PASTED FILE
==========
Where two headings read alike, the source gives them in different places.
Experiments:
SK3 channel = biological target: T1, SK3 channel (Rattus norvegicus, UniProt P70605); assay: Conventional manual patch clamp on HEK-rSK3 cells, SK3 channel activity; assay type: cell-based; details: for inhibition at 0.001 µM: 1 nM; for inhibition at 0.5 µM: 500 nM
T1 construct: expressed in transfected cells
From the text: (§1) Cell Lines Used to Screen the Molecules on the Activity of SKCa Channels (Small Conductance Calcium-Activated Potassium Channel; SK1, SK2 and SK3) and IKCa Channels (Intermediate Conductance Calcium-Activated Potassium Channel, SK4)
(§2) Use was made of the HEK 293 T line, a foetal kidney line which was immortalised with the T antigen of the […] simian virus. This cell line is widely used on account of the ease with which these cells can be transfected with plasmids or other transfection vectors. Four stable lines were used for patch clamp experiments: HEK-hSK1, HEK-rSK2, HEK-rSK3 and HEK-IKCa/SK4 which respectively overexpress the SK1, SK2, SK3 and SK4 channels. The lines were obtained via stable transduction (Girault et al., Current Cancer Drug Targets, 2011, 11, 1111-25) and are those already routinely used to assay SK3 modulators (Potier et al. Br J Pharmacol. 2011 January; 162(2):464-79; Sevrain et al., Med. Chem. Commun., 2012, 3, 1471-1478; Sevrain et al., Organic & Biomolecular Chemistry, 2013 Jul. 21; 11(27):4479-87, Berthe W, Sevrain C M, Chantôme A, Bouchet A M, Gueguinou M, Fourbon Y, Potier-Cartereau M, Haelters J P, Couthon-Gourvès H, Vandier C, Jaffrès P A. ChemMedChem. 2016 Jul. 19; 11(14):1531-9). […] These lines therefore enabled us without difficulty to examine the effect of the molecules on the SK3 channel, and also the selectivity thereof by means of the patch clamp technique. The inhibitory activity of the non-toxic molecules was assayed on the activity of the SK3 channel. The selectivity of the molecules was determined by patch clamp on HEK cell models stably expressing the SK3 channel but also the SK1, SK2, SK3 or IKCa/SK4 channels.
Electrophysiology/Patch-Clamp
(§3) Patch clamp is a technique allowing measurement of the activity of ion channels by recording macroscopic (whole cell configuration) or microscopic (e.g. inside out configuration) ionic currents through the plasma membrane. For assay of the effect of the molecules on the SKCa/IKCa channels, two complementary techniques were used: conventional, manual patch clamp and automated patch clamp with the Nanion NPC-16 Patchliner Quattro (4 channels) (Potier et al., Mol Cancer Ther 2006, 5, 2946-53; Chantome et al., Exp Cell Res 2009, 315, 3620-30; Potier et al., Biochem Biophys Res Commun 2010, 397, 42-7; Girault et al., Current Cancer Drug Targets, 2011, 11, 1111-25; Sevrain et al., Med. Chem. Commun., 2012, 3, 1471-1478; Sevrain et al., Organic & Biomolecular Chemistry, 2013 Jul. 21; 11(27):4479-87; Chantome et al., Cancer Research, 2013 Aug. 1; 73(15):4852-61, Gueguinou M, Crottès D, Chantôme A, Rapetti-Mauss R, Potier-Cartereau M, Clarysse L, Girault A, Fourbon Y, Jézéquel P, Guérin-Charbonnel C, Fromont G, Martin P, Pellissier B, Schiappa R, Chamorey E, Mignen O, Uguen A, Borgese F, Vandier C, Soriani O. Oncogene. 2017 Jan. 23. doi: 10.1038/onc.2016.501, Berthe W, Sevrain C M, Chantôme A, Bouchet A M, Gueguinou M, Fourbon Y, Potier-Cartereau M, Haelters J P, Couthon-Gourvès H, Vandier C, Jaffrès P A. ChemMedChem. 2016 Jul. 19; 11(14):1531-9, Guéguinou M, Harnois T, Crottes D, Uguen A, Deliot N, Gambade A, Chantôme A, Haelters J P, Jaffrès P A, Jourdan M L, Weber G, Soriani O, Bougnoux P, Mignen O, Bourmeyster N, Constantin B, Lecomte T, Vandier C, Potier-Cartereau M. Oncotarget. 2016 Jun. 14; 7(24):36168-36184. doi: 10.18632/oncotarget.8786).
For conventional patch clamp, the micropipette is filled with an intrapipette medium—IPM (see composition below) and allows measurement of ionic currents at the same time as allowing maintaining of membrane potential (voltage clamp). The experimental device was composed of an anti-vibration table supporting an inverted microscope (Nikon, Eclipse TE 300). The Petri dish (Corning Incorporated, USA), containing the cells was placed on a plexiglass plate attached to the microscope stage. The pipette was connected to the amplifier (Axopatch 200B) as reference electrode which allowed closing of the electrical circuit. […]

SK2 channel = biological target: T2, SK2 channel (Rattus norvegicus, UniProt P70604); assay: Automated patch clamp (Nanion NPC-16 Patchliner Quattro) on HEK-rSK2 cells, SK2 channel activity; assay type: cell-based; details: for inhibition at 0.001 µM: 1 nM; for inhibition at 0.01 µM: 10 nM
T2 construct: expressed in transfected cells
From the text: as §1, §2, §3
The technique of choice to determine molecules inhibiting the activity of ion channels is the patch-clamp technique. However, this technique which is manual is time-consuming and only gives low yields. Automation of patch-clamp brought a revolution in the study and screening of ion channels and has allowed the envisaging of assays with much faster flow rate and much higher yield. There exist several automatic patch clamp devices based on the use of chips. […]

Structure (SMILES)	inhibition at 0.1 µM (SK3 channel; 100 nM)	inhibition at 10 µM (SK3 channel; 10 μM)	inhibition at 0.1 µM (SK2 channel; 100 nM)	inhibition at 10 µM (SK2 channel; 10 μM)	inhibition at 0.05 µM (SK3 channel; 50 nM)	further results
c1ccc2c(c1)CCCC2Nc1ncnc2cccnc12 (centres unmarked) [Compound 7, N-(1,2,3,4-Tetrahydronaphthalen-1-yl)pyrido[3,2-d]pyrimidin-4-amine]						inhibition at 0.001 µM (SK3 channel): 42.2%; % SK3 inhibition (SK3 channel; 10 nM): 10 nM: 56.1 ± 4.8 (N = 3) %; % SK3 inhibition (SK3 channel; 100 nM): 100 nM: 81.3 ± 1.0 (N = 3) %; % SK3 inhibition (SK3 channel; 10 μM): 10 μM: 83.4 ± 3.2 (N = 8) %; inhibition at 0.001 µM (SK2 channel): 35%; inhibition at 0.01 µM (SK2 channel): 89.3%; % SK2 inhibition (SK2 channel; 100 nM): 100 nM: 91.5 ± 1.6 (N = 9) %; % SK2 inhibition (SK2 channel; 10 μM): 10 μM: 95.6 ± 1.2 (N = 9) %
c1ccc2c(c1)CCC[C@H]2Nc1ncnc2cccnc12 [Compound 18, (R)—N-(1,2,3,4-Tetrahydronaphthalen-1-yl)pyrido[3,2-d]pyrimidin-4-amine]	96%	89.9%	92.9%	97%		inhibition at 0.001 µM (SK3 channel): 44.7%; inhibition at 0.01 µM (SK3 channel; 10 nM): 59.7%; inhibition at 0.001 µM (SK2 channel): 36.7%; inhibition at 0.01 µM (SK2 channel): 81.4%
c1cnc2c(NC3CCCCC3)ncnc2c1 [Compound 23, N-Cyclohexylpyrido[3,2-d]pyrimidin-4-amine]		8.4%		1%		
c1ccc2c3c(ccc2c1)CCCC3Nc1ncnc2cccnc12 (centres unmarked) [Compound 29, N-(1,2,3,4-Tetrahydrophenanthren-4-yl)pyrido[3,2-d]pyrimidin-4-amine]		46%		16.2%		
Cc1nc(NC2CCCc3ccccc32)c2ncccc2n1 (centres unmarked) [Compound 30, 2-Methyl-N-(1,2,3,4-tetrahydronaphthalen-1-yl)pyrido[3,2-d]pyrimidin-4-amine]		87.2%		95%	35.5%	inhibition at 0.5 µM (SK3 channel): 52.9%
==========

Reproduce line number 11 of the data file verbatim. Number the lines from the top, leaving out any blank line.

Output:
T2 construct: expressed in transfected cells